We’ve been thinking about some of our favorite mountain places to explore come fall, and realized that there are a variety of ways we love to explore them. There’s the day hike: spending a day to see as much as possible, then heading home. There’s the basecamp trip: Either establishing camp in a campground or hiking in a short distance in full pack and setting up camp, then doing day hikes from there. Or, there’s the point-to-point backpack trip. Since we all explore differently, we thought, why not look at all three options? So today, we do.
Who wants to wait until Saturday to kick off the weekend? Especially when you have the option for a Friday Morning Hike.
We launch our new GetHiking! Fall Friday Morning Hike Series a week from today (Sept. 10), with a 4-mile hike on the Cox Mountain Trail at Eno River State Trail — the very same trail that we hiked this morning — in long sleeves and a vest, which one does when the temperature is just 48 degrees! That’s a good omen for our 8-week series, which gives you a jump on the weekend without playing hooky (the hikes start at 7:30 a.m., we’re done by 9).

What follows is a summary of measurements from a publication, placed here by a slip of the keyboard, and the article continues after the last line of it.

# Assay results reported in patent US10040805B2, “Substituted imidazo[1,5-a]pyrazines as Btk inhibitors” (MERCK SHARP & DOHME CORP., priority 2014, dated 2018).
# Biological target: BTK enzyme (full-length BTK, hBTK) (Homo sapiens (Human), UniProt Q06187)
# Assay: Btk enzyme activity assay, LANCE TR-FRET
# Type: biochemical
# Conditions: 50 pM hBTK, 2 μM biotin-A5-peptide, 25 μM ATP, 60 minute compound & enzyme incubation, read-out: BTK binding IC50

Each time we enter a new hiking season, the rules change. For three seasons, the change is significant enough to warrant the requisite reminders. Going into winter, it’s important to remember that the sun sets early, that it gets colder than you may recall, that any weather change needs to be heeded because the stakes for the unprepared are significant. Going into spring, the world is coming back to life — including itchy plants, biting flying creatures and venomous snakes. And summer — drink, drink, drink!
You know why you haven’t taken up backpacking?
Because you think you have to hike with 40 pounds on your back with every footstep you take.
Well, you don’t. If every backpack trip we took involved lugging a full pack for days on end, we wouldn’t backpack, either.
The following originally appears as Chapter 13 in our “Let’s GetHiking: A Guide for the Aspiring Hiker.” We rerun it today because, frankly, you just can’t get enough trail etiquette.
One Sunday, I was on a multi-use trail (a trail open for more than just hiking: mountain biking and horseback riding, for instance) at a nearby state park when I came upon a phalanx of hikers spanning the width of the trail and spilling onto its shoulders. The trail was quite generous, a converted fire road capable of handling loads of trail users without conflict—provided those trail users were considerate of other trail users. I doubt these hikers were being intentionally inconsiderate: they were simply unaware.